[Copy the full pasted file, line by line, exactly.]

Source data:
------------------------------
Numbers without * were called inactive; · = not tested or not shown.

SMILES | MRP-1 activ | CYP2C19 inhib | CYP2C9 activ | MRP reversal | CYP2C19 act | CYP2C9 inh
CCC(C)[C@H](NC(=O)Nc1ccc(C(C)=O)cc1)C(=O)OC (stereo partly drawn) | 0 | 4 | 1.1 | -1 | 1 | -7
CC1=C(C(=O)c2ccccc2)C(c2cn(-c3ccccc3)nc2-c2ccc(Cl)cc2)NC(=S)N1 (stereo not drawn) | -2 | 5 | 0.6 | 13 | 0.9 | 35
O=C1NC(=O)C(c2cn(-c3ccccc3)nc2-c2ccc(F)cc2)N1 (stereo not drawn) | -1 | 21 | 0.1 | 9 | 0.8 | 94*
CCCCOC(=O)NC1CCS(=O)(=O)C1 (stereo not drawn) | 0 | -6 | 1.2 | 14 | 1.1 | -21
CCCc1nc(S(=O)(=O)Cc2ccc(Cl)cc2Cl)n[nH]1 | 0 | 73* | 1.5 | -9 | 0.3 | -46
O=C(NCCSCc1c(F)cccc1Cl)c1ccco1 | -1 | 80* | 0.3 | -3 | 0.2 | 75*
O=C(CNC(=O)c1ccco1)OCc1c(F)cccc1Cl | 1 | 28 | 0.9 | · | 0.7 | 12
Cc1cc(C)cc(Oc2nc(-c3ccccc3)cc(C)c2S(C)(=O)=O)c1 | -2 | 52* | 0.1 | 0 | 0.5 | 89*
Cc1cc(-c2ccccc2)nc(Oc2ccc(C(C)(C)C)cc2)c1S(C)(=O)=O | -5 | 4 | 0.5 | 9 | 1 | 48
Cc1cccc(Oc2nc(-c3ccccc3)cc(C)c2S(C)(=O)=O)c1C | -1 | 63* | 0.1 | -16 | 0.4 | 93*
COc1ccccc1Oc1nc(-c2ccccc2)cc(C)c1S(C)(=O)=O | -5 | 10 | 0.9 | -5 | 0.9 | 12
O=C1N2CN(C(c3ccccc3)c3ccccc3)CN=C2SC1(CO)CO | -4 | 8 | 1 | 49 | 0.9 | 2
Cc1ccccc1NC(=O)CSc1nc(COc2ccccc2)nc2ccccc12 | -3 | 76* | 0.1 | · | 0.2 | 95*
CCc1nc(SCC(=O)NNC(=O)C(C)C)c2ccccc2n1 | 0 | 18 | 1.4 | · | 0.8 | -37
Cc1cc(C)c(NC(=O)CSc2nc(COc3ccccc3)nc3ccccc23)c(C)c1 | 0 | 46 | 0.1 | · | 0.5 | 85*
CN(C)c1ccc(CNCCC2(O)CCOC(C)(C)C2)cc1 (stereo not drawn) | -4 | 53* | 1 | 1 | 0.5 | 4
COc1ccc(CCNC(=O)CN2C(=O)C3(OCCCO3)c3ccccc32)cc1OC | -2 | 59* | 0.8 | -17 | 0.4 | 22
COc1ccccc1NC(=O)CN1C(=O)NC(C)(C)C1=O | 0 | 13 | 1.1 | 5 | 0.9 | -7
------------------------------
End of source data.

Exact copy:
Numbers without * were called inactive; · = not tested or not shown.

SMILES | MRP-1 activ | CYP2C19 inhib | CYP2C9 activ | MRP reversal | CYP2C19 act | CYP2C9 inh
CCC(C)[C@H](NC(=O)Nc1ccc(C(C)=O)cc1)C(=O)OC (stereo partly drawn) | 0 | 4 | 1.1 | -1 | 1 | -7
CC1=C(C(=O)c2ccccc2)C(c2cn(-c3ccccc3)nc2-c2ccc(Cl)cc2)NC(=S)N1 (stereo not drawn) | -2 | 5 | 0.6 | 13 | 0.9 | 35
O=C1NC(=O)C(c2cn(-c3ccccc3)nc2-c2ccc(F)cc2)N1 (stereo not drawn) | -1 | 21 | 0.1 | 9 | 0.8 | 94*
CCCCOC(=O)NC1CCS(=O)(=O)C1 (stereo not drawn) | 0 | -6 | 1.2 | 14 | 1.1 | -21
CCCc1nc(S(=O)(=O)Cc2ccc(Cl)cc2Cl)n[nH]1 | 0 | 73* | 1.5 | -9 | 0.3 | -46
O=C(NCCSCc1c(F)cccc1Cl)c1ccco1 | -1 | 80* | 0.3 | -3 | 0.2 | 75*
O=C(CNC(=O)c1ccco1)OCc1c(F)cccc1Cl | 1 | 28 | 0.9 | · | 0.7 | 12
Cc1cc(C)cc(Oc2nc(-c3ccccc3)cc(C)c2S(C)(=O)=O)c1 | -2 | 52* | 0.1 | 0 | 0.5 | 89*
Cc1cc(-c2ccccc2)nc(Oc2ccc(C(C)(C)C)cc2)c1S(C)(=O)=O | -5 | 4 | 0.5 | 9 | 1 | 48
Cc1cccc(Oc2nc(-c3ccccc3)cc(C)c2S(C)(=O)=O)c1C | -1 | 63* | 0.1 | -16 | 0.4 | 93*
COc1ccccc1Oc1nc(-c2ccccc2)cc(C)c1S(C)(=O)=O | -5 | 10 | 0.9 | -5 | 0.9 | 12
O=C1N2CN(C(c3ccccc3)c3ccccc3)CN=C2SC1(CO)CO | -4 | 8 | 1 | 49 | 0.9 | 2
Cc1ccccc1NC(=O)CSc1nc(COc2ccccc2)nc2ccccc12 | -3 | 76* | 0.1 | · | 0.2 | 95*
CCc1nc(SCC(=O)NNC(=O)C(C)C)c2ccccc2n1 | 0 | 18 | 1.4 | · | 0.8 | -37
Cc1cc(C)c(NC(=O)CSc2nc(COc3ccccc3)nc3ccccc23)c(C)c1 | 0 | 46 | 0.1 | · | 0.5 | 85*
CN(C)c1ccc(CNCCC2(O)CCOC(C)(C)C2)cc1 (stereo not drawn) | -4 | 53* | 1 | 1 | 0.5 | 4
COc1ccc(CCNC(=O)CN2C(=O)C3(OCCCO3)c3ccccc32)cc1OC | -2 | 59* | 0.8 | -17 | 0.4 | 22
COc1ccccc1NC(=O)CN1C(=O)NC(C)(C)C1=O | 0 | 13 | 1.1 | 5 | 0.9 | -7